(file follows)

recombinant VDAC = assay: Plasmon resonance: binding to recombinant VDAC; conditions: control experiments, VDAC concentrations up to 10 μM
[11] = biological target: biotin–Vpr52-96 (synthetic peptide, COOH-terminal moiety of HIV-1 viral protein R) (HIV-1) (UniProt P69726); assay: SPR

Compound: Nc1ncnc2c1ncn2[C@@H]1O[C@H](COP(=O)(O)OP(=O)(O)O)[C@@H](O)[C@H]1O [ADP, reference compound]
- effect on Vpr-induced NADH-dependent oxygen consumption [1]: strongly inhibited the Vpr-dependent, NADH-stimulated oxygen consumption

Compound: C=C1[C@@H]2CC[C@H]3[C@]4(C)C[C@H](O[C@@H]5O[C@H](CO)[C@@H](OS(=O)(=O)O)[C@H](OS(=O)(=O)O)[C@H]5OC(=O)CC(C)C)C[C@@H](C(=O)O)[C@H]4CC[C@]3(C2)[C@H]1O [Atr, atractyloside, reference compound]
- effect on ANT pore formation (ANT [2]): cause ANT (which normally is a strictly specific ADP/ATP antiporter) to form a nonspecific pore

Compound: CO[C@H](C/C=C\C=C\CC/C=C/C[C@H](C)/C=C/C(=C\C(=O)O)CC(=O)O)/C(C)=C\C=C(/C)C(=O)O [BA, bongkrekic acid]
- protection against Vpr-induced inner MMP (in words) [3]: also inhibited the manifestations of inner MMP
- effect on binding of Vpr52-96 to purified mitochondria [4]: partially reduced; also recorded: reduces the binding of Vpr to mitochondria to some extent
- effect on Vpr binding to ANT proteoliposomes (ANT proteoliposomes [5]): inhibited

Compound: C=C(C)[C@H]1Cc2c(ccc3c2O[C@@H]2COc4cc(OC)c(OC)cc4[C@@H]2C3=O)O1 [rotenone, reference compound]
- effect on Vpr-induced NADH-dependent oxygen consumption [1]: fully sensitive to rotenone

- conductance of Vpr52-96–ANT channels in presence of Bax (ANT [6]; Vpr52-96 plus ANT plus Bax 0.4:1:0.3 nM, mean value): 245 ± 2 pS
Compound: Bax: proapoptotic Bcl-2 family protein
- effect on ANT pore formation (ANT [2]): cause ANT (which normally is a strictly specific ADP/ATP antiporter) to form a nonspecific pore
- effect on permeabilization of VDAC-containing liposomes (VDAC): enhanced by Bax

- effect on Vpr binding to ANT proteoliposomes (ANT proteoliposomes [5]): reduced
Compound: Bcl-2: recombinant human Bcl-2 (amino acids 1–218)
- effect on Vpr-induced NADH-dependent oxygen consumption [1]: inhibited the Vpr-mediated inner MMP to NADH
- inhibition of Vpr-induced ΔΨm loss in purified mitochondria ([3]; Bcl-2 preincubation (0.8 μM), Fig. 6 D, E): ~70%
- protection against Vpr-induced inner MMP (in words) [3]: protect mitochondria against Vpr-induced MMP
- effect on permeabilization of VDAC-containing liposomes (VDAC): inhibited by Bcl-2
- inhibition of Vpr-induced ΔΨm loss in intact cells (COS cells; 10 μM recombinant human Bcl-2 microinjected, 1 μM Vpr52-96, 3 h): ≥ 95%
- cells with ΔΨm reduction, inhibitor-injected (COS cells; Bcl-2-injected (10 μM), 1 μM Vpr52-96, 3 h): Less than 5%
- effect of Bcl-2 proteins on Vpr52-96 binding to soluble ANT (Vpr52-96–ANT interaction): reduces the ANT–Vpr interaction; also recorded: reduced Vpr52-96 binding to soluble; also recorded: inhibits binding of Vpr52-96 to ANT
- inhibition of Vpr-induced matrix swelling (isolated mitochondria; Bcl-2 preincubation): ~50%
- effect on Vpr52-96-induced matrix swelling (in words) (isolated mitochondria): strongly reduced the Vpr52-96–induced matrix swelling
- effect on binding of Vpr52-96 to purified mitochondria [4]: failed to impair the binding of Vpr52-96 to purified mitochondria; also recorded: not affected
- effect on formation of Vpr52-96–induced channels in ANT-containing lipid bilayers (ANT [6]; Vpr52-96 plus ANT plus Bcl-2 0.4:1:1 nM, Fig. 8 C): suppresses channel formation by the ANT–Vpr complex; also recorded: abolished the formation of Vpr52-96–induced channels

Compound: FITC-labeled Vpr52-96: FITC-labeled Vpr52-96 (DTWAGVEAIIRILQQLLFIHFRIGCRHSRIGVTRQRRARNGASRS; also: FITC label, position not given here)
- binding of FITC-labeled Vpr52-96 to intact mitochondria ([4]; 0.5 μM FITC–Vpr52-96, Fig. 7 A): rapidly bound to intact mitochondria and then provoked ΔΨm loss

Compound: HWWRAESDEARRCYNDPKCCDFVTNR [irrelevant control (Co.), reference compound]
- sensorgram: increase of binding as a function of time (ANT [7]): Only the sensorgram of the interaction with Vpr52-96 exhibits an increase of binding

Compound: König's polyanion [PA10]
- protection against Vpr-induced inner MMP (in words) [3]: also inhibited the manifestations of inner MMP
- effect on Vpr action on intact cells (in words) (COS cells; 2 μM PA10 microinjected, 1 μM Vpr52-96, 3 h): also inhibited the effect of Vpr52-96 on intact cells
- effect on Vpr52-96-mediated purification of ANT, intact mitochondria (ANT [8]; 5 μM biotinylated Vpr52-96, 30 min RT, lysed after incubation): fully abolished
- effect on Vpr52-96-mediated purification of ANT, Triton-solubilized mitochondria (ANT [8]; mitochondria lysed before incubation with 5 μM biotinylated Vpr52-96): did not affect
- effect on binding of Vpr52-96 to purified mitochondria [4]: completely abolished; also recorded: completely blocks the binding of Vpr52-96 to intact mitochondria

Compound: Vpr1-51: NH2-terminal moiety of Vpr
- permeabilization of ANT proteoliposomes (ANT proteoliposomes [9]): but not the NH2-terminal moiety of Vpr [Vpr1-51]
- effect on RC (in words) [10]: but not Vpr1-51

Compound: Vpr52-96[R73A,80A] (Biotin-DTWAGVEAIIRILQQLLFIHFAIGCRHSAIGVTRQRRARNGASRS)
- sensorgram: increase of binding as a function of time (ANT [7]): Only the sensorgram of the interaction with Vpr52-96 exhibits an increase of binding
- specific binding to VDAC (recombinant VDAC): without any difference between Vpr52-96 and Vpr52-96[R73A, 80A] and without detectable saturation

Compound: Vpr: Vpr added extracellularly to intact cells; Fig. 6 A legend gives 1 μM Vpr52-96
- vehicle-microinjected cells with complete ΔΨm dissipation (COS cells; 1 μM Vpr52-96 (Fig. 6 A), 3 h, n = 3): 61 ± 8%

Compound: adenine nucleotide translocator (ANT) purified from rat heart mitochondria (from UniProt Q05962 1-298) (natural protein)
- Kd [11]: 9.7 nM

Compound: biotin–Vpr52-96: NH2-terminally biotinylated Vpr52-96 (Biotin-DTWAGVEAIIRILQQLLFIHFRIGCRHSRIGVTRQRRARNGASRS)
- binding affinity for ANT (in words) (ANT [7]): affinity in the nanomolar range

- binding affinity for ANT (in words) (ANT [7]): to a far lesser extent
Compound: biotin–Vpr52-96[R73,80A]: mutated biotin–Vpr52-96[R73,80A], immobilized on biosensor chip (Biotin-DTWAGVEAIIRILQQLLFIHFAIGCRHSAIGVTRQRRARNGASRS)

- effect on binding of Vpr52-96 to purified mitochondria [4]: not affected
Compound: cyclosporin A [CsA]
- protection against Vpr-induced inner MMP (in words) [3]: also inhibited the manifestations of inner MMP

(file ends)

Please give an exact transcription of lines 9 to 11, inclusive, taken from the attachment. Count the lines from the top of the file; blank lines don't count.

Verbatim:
- effect on binding of Vpr52-96 to purified mitochondria [4]: partially reduced; also recorded: reduces the binding of Vpr to mitochondria to some extent
- effect on Vpr binding to ANT proteoliposomes (ANT proteoliposomes [5]): inhibited

Compound: C=C(C)[C@H]1Cc2c(ccc3c2O[C@@H]2COc4cc(OC)c(OC)cc4[C@@H]2C3=O)O1 [rotenone, reference compound]